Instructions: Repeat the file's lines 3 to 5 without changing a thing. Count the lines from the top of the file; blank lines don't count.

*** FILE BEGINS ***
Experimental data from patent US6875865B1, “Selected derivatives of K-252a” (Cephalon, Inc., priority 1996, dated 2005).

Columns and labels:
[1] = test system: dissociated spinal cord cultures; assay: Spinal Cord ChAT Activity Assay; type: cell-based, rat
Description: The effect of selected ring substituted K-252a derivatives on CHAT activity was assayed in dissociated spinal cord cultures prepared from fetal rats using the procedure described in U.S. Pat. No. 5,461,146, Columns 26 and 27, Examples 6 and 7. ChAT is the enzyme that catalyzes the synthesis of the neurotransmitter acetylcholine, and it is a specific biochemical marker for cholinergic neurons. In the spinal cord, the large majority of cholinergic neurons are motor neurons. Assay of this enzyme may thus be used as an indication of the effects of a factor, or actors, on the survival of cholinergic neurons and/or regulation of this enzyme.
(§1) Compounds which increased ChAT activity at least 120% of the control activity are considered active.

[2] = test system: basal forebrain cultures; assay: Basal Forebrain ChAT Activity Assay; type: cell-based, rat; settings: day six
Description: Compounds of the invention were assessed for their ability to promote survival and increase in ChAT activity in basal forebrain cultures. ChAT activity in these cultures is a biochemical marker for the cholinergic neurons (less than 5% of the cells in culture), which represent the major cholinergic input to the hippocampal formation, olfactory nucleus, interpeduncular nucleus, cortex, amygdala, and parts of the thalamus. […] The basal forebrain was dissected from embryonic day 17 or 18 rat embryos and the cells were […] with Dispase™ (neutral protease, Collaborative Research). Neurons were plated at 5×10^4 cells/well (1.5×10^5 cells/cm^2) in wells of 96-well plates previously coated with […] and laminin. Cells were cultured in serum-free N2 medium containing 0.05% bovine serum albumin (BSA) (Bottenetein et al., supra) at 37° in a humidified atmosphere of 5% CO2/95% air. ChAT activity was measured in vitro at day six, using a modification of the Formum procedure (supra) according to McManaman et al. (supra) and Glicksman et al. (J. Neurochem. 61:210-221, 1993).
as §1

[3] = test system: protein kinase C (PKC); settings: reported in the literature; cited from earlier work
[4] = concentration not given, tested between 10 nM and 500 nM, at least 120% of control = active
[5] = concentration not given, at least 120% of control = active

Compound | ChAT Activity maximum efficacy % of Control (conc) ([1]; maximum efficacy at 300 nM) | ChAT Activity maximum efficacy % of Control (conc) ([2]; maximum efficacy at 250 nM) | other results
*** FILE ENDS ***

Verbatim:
[1] = test system: dissociated spinal cord cultures; assay: Spinal Cord ChAT Activity Assay; type: cell-based, rat
Description: The effect of selected ring substituted K-252a derivatives on CHAT activity was assayed in dissociated spinal cord cultures prepared from fetal rats using the procedure described in U.S. Pat. No. 5,461,146, Columns 26 and 27, Examples 6 and 7. ChAT is the enzyme that catalyzes the synthesis of the neurotransmitter acetylcholine, and it is a specific biochemical marker for cholinergic neurons. In the spinal cord, the large majority of cholinergic neurons are motor neurons. Assay of this enzyme may thus be used as an indication of the effects of a factor, or actors, on the survival of cholinergic neurons and/or regulation of this enzyme.
(§1) Compounds which increased ChAT activity at least 120% of the control activity are considered active.